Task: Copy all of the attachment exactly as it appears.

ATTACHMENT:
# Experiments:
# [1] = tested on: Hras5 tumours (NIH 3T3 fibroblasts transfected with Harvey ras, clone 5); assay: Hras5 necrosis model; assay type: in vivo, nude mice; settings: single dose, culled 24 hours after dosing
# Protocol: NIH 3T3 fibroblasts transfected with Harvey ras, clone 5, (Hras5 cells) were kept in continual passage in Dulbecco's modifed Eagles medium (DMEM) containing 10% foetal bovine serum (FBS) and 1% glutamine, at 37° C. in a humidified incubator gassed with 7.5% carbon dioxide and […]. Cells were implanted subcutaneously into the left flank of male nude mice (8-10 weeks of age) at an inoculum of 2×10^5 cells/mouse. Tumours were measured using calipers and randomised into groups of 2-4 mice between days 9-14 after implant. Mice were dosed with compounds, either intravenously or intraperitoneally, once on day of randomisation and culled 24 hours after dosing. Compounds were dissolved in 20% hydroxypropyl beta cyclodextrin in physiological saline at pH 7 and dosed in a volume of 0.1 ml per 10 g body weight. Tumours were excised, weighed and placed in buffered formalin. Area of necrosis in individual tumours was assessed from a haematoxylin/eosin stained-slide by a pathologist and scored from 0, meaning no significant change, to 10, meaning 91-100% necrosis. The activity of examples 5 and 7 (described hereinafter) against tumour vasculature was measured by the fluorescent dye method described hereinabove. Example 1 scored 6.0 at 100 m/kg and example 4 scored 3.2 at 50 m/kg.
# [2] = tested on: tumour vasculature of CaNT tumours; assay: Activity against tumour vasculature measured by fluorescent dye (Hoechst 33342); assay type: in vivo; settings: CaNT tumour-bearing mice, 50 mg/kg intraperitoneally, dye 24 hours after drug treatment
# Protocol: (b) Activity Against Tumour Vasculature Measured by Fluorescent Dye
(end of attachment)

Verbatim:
# Experiments:
# [1] = tested on: Hras5 tumours (NIH 3T3 fibroblasts transfected with Harvey ras, clone 5); assay: Hras5 necrosis model; assay type: in vivo, nude mice; settings: single dose, culled 24 hours after dosing
# Protocol: NIH 3T3 fibroblasts transfected with Harvey ras, clone 5, (Hras5 cells) were kept in continual passage in Dulbecco's modifed Eagles medium (DMEM) containing 10% foetal bovine serum (FBS) and 1% glutamine, at 37° C. in a humidified incubator gassed with 7.5% carbon dioxide and […]. Cells were implanted subcutaneously into the left flank of male nude mice (8-10 weeks of age) at an inoculum of 2×10^5 cells/mouse. Tumours were measured using calipers and randomised into groups of 2-4 mice between days 9-14 after implant. Mice were dosed with compounds, either intravenously or intraperitoneally, once on day of randomisation and culled 24 hours after dosing. Compounds were dissolved in 20% hydroxypropyl beta cyclodextrin in physiological saline at pH 7 and dosed in a volume of 0.1 ml per 10 g body weight. Tumours were excised, weighed and placed in buffered formalin. Area of necrosis in individual tumours was assessed from a haematoxylin/eosin stained-slide by a pathologist and scored from 0, meaning no significant change, to 10, meaning 91-100% necrosis. The activity of examples 5 and 7 (described hereinafter) against tumour vasculature was measured by the fluorescent dye method described hereinabove. Example 1 scored 6.0 at 100 m/kg and example 4 scored 3.2 at 50 m/kg.
# [2] = tested on: tumour vasculature of CaNT tumours; assay: Activity against tumour vasculature measured by fluorescent dye (Hoechst 33342); assay type: in vivo; settings: CaNT tumour-bearing mice, 50 mg/kg intraperitoneally, dye 24 hours after drug treatment
# Protocol: (b) Activity Against Tumour Vasculature Measured by Fluorescent Dye